Date: 16/06/2011 Category: Arts and Theatre
The 150th anniversary of Chatham's rail links to London is celebrated in a new exhibition at Medway Archives and Local Studies Centre in Strood.
It shows the struggles of the London, Chatham and Dover Railway Company to complete the line.Known as 'the Chatham' it struggled financially but it was to become one of the pioneers for the country's first commuters into London.
The original Blackfriars Bridge in the capital was built for the company and 'the Chatham's' ornate badge, incorporating the Kent Invicta symbol, was displayed at either end of the crossing. The columns, and one of the insignia, can still be seen today running parallel with the new bridge.
It was in fierce competition with the South Eastern Railway which operated a longer route into London. So strong was the rivalry that the Times described 'the Chatham' as the "Undone, Smash’em and Turn’em Over."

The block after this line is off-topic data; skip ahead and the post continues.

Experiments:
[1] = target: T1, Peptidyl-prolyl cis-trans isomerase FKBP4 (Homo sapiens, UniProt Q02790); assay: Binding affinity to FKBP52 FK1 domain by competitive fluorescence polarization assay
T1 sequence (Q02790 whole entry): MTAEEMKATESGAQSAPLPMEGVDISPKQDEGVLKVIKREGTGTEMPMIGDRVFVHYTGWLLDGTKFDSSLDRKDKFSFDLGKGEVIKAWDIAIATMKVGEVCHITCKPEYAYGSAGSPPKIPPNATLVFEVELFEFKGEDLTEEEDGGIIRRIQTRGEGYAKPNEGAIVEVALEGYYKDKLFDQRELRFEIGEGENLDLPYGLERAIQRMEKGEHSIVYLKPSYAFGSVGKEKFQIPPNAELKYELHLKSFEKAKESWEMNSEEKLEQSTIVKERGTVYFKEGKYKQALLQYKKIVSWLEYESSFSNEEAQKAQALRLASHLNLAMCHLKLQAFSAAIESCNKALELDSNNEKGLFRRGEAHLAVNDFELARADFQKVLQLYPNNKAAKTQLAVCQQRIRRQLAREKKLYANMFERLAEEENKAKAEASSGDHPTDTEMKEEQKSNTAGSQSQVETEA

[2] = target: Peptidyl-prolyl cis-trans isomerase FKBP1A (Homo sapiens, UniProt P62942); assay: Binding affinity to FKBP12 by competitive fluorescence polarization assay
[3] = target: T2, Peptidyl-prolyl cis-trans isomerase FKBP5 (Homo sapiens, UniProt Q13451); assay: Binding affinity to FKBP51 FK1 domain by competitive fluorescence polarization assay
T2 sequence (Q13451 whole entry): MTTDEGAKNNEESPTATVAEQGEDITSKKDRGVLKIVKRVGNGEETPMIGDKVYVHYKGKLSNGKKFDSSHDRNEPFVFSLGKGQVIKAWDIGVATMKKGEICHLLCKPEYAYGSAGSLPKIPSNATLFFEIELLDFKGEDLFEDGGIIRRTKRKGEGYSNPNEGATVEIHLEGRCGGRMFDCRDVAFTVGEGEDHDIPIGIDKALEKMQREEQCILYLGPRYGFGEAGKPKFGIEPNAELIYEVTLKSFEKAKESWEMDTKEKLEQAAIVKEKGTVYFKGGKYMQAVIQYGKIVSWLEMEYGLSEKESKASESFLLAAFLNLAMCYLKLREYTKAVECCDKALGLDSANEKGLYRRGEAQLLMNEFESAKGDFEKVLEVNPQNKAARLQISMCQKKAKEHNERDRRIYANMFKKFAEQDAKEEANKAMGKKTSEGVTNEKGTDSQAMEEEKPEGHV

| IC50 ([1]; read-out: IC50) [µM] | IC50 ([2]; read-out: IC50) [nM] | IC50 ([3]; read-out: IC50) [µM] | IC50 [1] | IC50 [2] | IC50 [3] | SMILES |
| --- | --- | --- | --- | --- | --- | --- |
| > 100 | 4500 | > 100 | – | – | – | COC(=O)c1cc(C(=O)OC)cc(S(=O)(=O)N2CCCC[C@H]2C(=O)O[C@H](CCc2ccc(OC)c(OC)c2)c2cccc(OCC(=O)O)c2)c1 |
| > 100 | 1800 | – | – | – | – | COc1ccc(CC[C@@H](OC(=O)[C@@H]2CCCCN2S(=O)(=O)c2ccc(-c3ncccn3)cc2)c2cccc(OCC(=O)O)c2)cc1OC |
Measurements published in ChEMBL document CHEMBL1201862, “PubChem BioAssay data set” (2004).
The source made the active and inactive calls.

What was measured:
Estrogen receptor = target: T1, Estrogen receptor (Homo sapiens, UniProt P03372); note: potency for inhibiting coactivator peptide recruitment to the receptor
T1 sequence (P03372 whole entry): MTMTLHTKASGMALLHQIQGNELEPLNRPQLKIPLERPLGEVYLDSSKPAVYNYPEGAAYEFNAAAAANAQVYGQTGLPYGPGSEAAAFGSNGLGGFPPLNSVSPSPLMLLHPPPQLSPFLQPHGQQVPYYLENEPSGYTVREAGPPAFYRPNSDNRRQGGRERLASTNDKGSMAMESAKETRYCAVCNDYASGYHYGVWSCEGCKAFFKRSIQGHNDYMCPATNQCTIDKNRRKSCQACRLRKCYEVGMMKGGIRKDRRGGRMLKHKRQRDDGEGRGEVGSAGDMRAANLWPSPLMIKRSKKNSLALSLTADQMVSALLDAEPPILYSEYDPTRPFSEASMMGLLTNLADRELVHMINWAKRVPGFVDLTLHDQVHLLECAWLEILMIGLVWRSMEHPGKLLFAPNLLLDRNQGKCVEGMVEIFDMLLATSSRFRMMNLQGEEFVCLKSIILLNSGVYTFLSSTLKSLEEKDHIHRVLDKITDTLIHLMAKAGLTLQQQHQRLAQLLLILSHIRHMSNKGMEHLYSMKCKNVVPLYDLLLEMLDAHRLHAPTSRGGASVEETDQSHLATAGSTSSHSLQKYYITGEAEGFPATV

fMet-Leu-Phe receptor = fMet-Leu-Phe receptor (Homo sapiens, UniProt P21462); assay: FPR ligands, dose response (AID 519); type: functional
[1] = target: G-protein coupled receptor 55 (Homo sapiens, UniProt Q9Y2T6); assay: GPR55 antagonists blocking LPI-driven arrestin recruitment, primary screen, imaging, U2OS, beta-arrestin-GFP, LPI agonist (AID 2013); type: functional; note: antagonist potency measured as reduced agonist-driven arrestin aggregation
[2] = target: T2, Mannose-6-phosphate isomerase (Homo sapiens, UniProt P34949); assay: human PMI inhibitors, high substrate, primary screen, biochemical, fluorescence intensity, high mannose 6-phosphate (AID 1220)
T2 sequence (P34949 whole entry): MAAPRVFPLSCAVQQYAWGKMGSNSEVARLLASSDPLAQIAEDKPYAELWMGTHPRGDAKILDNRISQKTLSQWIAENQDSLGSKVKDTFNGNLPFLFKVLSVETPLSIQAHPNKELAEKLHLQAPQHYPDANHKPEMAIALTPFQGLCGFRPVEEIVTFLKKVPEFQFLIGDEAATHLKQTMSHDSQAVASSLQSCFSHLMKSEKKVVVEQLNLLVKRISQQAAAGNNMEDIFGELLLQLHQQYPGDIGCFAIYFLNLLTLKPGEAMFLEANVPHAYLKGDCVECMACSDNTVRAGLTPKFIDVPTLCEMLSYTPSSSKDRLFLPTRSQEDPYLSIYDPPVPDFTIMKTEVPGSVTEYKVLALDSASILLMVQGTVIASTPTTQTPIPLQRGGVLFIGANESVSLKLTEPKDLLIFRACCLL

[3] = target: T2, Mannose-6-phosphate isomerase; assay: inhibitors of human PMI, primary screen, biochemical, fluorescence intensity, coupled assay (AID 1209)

The two companies eventually joined forces to become the South Eastern and Chatham Companies Managing Committee, better known as the SE&CR. The new outfit's ornate livery for its engines, finished in bright Brunswick Green, made them the most eye catching in the country.
The first World War stretched the SE&CR as austerity measures came into force, with some stations closed -never to re-open.After the war it merged with other companies into what was to become the Southern Railway.
The exhibition runs from 14 July to 30 August. For further information please phone: 01634 332714.
Rail enthusiasts can also learn more about the line at a talk in September, given by local historian Bob Ratcliffe. That's on Tuesday 13 September at 7.30pm at Frindsbury Parish Hall. It's organised by the Friends of Medway Archive (FOMA) and more information is available from their secretary, Odette Buchanan,via her email address: email@example.com